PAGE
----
When one is relaxed, fresh, slowed down, when one wants to seep in the energy of the environment or observe one’s energy, when one is not clouded by any extreme emotions, one wants to be alone but not secluded. One is open to environment but might or might not want to engage with others. The engagement with others is a possibility.  This is indicated by yellow in the plan. These are the spaces which are at the edge. Not covered and secluded, but a sense of envelope is present.


In intimacy, people are being vulnerable while being with one another. The space needs to ‘hold’ the vulnerability. The opening up can be vulnerable or in the spirit of adventure or something else.

Intimacy has various degrees. To understand better, intimacy is categorized into two degrees: open to others and closed to others, depending upon the willingness of those in intimacy to be open to other people or to be by themselves.

Mapping emotions in Intimacy

The orange and the brown in the plan indicate spaces which can be open to others. The orange indicates spaces which provides the possibility to open up and interact but also has a sense of envelope. This envelope is created by the hedges and the vegetation cover. These spaces are visually accessible. The brown indicates spaces which are not totally out there but has a less sense of enclosure than the orange ones. These spaces are near the tree trunks under the foliage.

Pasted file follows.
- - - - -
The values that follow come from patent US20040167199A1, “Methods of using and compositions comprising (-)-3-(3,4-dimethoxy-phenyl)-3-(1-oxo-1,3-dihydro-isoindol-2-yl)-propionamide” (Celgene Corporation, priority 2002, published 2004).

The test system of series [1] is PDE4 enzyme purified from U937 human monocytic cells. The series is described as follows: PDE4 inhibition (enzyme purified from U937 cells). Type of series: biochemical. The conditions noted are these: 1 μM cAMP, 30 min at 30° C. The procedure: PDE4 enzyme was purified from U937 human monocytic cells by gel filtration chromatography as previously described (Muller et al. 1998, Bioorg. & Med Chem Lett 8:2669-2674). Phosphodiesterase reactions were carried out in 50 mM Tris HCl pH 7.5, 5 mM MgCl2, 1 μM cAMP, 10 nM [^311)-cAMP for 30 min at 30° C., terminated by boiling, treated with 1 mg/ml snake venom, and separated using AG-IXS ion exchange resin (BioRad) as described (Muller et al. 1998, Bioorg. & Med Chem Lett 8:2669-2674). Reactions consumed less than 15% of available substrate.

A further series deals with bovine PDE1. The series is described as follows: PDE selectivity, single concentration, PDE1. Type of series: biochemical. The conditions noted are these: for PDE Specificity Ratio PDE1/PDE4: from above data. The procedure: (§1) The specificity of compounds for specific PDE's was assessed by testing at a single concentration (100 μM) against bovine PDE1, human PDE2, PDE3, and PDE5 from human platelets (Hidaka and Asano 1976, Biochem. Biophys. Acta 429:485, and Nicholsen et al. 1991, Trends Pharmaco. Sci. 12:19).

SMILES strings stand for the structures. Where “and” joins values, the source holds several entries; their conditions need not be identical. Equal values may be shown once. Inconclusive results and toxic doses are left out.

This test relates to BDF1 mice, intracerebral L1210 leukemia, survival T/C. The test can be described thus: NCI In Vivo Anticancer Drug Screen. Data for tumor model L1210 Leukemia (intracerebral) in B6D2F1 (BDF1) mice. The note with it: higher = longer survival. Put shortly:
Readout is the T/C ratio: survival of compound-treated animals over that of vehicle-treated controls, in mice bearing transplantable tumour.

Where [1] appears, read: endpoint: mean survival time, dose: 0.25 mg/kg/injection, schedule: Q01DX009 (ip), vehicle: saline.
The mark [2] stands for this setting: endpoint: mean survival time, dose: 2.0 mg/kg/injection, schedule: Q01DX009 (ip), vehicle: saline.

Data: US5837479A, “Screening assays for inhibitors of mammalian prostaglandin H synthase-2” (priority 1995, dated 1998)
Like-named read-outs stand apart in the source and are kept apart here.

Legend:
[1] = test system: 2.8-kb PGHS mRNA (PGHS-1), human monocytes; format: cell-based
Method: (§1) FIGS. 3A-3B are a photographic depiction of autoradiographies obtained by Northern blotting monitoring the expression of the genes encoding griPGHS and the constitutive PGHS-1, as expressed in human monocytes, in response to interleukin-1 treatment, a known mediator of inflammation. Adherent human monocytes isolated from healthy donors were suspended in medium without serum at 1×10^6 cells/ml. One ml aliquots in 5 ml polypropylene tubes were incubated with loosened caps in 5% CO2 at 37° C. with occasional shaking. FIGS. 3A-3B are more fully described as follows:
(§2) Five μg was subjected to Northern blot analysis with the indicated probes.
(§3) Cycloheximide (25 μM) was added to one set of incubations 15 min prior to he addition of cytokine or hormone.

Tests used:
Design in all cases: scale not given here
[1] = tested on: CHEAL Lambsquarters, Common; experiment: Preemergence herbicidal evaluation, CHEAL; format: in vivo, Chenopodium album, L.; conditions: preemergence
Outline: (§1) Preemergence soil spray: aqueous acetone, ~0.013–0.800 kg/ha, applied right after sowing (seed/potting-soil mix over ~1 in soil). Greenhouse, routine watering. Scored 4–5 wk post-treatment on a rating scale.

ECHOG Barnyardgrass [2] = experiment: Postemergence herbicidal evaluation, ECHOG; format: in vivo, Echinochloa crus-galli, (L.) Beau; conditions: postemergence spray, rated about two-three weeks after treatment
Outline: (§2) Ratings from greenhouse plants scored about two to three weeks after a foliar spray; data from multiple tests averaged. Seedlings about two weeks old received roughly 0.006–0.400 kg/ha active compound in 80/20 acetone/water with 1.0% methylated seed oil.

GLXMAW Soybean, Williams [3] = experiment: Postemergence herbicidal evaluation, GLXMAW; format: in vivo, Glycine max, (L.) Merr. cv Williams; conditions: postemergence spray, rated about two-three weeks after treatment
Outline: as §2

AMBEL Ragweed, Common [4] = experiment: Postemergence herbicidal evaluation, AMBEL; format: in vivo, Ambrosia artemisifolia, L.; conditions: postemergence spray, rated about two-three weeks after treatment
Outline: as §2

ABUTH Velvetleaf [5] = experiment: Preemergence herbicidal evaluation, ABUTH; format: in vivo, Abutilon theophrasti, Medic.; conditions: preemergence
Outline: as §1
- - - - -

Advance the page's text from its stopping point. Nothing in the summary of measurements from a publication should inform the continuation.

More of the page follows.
The blue and the deep blue in the plan indicates spaces which can provide for need or want to be aloof. Both these spaces are enclosed by the vegetation, hedges, and compound wall. The blue indicates spaces which are visually accessible but has higher degree of enclosure than the orange and brown. These spaces are physically separated by hedges or vegetation. The deep blue indicates spaces which are physically separated and partially or completely visually inaccessible.

Solitude and Intimacy

From above one can see that the different ways in which Solitude and Intimacy can inhabit are similar. In the broad category it can be seen that the inhabitants to be either willing to be open to interact or needing privacy – closed. these can be further enabled by visual and physical accessibility. Following are some points which emerged during the group discussion after the exercise regarding what kind of a space can hold Solitude and Intimacy.

  • Cover the back- should feel protected, have come for privacy